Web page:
9. A method for phase shifting a radio frequency (RF) signal for a base station antenna, the method comprising: receiving an RF signal having a first phase at an input port of a signal line; transmitting the RF signal across the signal line toan output port, wherein the signal line is on a bottom planar surface of a substrate and the substrate is part of a transmission line; shifting a phase of the RF signal from a first phase at the input port to a second phase at the output port using aplurality of types of defected ground structures on a top of a stationary ground plane attached to a top planar surface of the substrate, wherein a first type of defected ground structure is a short stem dumbbell structure and a second type of defectedground structure is a long stem dumbbell structure, wherein the first type of defected ground structure is nested within the second type of defected ground structure, and wherein a difference between the second phase and the first phase is a phase shiftof the RF signal; adjusting the phase shift of the RF signal by covering a portion of the plurality of types of defected ground structures, the stationary ground plane, and the top planar surface of the substrate with a moveable ground plane; andproviding the RF signal having the second phase at the output port.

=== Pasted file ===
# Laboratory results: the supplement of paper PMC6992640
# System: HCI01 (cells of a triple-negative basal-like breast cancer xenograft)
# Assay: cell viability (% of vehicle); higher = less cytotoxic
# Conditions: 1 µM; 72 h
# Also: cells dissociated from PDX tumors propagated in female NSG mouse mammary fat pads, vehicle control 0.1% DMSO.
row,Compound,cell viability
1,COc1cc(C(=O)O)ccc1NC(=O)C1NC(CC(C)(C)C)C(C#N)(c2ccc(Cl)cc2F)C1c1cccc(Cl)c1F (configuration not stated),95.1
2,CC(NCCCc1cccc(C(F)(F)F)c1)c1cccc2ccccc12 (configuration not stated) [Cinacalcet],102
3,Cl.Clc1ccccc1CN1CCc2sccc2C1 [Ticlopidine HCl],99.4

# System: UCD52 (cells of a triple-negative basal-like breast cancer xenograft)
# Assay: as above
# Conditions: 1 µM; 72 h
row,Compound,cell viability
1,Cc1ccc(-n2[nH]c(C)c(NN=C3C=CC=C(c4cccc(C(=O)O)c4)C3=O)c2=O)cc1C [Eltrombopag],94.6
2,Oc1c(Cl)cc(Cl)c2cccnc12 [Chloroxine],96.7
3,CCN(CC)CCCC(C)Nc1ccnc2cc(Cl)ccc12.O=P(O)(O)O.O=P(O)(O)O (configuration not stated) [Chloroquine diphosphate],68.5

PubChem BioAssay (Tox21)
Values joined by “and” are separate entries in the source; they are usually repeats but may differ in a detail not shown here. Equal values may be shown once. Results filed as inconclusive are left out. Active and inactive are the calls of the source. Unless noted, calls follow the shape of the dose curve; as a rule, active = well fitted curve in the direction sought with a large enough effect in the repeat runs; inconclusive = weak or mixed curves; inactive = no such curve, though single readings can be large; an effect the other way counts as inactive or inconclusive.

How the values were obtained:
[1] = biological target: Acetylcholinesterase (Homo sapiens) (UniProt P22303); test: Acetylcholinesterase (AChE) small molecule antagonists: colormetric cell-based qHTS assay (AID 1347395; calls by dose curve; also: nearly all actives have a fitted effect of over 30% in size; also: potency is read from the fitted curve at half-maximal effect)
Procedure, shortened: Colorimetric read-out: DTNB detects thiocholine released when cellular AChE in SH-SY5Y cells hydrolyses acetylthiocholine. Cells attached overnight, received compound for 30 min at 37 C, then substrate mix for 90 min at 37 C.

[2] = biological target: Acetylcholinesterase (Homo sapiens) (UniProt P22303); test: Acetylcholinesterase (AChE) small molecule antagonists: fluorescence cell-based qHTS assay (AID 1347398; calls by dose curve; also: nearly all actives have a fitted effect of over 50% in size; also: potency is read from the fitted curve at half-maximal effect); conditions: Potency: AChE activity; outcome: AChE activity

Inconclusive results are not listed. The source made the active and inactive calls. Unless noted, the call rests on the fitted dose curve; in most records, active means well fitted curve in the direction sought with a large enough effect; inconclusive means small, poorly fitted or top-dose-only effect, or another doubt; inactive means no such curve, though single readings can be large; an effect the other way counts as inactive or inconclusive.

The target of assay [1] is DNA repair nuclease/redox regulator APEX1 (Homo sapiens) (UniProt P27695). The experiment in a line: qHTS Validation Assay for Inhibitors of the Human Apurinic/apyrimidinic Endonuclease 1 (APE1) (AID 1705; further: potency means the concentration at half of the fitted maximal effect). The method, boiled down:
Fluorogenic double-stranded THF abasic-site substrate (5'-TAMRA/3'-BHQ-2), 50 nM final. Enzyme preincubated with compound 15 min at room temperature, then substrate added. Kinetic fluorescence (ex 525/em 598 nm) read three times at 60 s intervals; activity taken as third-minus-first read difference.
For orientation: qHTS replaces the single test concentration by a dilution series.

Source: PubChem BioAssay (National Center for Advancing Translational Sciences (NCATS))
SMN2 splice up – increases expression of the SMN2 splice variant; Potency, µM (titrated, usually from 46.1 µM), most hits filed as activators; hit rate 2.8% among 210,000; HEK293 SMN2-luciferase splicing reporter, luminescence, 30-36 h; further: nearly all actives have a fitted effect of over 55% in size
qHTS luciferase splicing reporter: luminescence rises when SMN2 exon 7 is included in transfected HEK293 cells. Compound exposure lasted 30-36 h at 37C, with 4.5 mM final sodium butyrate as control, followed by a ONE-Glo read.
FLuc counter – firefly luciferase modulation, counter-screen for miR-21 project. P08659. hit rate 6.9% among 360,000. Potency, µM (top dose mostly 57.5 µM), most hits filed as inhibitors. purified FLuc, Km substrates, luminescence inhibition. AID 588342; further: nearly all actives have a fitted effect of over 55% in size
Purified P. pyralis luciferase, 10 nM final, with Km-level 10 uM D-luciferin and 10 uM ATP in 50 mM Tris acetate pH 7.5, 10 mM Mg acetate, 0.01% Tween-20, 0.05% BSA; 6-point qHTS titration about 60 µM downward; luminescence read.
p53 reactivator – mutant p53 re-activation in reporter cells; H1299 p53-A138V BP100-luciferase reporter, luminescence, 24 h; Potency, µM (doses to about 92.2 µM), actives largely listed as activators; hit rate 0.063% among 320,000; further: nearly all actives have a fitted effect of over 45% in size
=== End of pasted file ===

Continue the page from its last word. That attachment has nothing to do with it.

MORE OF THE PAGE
10. The method of claim 9, further comprising receiving a target beam tilt value for the base station antenna using a computer.

11. The method of claim 10, further comprising calculating a target phase shift based on the target mean tilt value and the dimensions of the transmission line, signal line, the substrate, the stationary ground plane, the plurality of types ofdefected ground structures, and the moveable ground plane.